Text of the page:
The narrow handle makes a baseball bat made out of wood more prone to breaking and take away the sturdiness of the bat. To make modern bats more accustom to metal bats, did we make the breakage problem worse, or just provide another avenue for the bats to break upon force. Because of the numerous injuries and episodes during 2008, the issue of the bats has come again into the limelight.
Again, another episode that happened in 2008, was on June 24, in Kansas City, as MLB umpire Brian O’Nora was hit in the head, while wearing his protective gear behind the plate during a game. Think about this for a second. Here is a guy less than 3 feet from the epicenter of the bats explosion who had his protective gear popped off his forehead and sustained a gash upon his forehead.
You do not want to think of the repercussions of him maybe not even having a safety device on and getting clobbered with that bat shard. I would love to have a poll done of MLB catchers to see how many of them have to have trainers or medical personnel during or after the game take out splinters or small sharp wood chips from their equipment or their bodies. I think that kind of poll would not help the bat situation, because most catcher see that as part of the game, like a foul ball getting your fingers or cracking you in the inner thighs.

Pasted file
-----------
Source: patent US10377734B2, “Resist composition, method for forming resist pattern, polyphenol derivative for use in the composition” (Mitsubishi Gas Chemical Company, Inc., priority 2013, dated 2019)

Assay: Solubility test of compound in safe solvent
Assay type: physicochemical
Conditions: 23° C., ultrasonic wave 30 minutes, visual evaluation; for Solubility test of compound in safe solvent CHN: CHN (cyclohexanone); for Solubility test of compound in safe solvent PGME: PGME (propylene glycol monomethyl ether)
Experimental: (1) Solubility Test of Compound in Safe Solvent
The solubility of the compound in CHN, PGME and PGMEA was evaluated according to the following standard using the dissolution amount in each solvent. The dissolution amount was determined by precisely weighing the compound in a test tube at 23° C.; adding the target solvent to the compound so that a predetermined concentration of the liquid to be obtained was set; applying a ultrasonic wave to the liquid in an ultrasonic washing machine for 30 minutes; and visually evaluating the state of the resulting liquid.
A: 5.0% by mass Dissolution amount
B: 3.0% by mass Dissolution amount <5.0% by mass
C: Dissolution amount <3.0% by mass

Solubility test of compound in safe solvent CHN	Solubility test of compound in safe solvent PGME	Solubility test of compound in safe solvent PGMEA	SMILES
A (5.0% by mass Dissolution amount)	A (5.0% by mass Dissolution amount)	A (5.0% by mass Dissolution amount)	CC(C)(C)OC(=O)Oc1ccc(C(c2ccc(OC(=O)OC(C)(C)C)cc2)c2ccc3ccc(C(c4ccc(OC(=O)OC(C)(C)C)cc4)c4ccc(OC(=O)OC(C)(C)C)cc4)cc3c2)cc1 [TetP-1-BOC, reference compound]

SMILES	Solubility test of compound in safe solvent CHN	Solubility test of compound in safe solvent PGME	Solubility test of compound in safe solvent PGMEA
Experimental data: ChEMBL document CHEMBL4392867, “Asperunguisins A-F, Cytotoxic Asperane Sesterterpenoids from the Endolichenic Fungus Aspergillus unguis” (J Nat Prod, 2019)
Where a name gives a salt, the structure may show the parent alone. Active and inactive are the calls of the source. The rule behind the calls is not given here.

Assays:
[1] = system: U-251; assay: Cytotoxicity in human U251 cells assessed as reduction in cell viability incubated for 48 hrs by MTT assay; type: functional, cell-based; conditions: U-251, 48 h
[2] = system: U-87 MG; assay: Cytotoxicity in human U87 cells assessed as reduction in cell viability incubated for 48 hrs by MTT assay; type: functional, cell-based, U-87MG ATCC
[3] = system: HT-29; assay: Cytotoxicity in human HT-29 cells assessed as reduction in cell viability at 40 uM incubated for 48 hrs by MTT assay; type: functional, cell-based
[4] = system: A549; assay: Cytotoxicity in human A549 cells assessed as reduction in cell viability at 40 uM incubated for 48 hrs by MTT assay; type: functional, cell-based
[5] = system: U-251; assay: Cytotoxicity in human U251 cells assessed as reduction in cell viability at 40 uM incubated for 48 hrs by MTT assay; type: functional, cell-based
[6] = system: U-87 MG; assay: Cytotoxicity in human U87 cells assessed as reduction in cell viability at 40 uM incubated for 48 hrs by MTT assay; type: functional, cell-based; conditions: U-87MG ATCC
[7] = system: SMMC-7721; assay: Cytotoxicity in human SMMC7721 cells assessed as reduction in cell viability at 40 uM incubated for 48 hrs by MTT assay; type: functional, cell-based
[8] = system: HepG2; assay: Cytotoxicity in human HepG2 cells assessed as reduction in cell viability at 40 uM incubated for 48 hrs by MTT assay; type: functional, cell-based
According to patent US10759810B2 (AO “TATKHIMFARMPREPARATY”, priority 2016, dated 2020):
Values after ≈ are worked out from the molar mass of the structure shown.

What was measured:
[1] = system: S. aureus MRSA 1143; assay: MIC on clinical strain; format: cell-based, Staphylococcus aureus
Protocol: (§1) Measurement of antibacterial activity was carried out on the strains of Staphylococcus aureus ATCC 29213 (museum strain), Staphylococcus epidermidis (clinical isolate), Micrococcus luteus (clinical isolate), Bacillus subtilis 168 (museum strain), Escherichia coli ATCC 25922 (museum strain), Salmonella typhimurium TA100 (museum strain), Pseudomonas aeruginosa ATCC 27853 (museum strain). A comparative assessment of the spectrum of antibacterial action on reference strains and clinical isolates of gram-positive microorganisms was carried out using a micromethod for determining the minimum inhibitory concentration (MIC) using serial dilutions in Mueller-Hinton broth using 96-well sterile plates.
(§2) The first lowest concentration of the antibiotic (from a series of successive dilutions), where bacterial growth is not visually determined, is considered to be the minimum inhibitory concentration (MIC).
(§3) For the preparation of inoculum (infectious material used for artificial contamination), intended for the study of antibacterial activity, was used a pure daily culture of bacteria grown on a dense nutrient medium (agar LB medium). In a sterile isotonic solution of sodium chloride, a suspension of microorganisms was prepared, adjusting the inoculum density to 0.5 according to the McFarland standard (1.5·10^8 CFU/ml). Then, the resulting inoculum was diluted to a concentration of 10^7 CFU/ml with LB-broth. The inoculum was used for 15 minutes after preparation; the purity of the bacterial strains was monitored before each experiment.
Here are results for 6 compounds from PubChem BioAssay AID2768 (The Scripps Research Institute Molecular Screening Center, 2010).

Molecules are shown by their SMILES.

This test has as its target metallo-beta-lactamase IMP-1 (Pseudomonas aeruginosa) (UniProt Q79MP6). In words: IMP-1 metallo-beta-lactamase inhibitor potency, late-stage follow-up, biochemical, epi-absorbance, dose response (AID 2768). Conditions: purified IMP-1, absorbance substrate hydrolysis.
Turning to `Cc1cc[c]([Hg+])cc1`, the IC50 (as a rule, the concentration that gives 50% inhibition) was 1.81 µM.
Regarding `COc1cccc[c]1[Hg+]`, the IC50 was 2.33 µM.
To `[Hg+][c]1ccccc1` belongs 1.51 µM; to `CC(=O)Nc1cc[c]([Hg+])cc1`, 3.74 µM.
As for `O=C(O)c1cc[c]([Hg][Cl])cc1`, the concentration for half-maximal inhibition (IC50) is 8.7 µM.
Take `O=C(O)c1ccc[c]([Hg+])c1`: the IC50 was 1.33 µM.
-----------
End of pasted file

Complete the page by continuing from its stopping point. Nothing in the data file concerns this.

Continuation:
You have to wonder if engineers and scientists have a good theory on why bats crack and break. I know we see multitudes of bats breaking during games today, but is there any true data outsides of the hands of the MLB that can tell us . We know that the MLB has collected bats from 2008 and have analyzed and categorized their breakage and the bats type of wood. So is there real evidence that we have not seen yet that would show that bats are breaking now at alarming rates compared to the past. And to what extent does the maple bat hold either a advantage or a danger as a bat of choice by the MLB players.
Could there be a variable that since ash bats show their breakage points before breaking fully, that the safety factor of these types of bats provide more protection to hitters and others around the batter’s box. Whereas maple bats only show their weakness when struck and will not give any visual sign of breakage before the audible sign of the crack of the bat during a swing. There are probable a dozen of ways to reduce the number of broken bats that have either been suggested or advised throughout the years.